Antoinette Charles had been keeping a painful secret.
Though she was excelling in her undergrad studies as a neuroscience major and an Honors College student with a perfect 4.0 G.P.A., she was suffering from deep depression. The only thing she knew that helped was losing herself in her studies and community service projects.
“I’ve gone through periods where I was very sad, depressed and overwhelmed by family life and situational stuff,” said Charles. “Being a first-generation student can be very difficult, helping with family needs.”
Her parents moved to the United States from Haiti before she was born and then divorced when she was 13. After that, her mother supported Charles and her younger brother, Richard, while her father, who suffered from mental illness, moved to Florida and essentially disappeared. They suspect he is homeless. Things got worse when her mom lost her home and ended up living in a motel. Meanwhile, Charles was living in a dorm on campus and representing the university at national research conferences.
She threw herself into getting help, drawing on campus programs to help her learn about meditation and mindfulness.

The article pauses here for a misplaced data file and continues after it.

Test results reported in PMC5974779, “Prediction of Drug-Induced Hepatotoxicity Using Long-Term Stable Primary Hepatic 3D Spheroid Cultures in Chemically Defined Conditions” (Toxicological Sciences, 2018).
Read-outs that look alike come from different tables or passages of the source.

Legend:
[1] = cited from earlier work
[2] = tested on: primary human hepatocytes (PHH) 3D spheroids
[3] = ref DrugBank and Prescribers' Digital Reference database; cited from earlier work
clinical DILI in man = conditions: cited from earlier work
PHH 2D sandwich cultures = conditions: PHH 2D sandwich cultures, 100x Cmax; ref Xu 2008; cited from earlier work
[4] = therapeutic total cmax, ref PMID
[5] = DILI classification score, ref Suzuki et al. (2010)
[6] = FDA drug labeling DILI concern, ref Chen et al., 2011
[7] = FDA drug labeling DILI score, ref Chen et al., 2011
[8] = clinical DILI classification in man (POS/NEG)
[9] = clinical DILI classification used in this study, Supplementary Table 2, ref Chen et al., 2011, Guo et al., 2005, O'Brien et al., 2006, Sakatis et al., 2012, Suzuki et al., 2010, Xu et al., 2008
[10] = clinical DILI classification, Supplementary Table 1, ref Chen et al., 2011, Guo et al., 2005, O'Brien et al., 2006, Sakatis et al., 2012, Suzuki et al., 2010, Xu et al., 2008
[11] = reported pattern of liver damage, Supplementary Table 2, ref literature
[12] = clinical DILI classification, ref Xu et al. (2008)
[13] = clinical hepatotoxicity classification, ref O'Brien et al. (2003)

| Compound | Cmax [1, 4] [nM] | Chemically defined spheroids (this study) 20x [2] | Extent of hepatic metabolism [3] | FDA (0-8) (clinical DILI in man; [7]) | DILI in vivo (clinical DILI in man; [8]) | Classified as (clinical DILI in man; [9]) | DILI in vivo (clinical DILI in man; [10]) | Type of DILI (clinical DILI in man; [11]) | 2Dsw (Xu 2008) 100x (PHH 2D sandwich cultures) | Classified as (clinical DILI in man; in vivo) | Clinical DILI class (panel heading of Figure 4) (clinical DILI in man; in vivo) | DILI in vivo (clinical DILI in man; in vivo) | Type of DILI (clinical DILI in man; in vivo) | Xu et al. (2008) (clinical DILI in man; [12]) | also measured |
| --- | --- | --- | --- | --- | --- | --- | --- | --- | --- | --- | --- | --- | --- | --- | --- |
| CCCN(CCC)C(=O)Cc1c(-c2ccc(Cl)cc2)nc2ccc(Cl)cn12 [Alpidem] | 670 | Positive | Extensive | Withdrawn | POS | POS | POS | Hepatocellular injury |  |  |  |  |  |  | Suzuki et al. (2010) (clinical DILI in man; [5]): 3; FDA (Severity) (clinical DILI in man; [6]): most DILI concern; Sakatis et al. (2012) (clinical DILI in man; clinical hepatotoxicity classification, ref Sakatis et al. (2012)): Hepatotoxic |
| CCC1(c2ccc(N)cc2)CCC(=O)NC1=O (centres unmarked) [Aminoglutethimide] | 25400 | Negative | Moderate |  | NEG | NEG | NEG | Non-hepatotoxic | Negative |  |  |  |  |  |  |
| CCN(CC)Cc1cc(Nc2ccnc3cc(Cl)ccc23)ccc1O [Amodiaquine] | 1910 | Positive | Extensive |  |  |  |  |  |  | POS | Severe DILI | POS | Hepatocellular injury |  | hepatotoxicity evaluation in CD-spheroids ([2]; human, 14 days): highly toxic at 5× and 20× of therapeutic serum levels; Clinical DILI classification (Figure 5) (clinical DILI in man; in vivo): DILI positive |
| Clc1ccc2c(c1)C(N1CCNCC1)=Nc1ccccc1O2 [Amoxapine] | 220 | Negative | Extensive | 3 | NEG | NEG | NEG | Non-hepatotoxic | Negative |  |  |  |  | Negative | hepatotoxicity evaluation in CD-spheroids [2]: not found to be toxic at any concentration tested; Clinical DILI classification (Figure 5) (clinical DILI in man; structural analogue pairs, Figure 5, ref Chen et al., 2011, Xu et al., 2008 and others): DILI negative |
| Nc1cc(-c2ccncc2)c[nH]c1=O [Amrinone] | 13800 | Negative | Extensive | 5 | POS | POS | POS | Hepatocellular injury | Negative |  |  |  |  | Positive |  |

Coping with her parents’ issues also inspired her to get involved with a student organization that provides homeless women in Atlanta with sanitary napkins and other necessities. She has also travelled to Honduras and Nicaragua to help provide healthcare in poor communities through a student organization she helped found called Global Brigades.
Charles will work as a research assistant at the National Institutes of Mental Health with plans to attend medical school. Eventually, she wants to move to Haiti to start a nonprofit organization focused on building sustainable, healthy communities.
“My struggle with depression has been a huge motivational factor for me to strive, not for perfection, but to be the best version of myself that I can be,” she said.
Story by Randy Trammell
Photos by Meg Buscema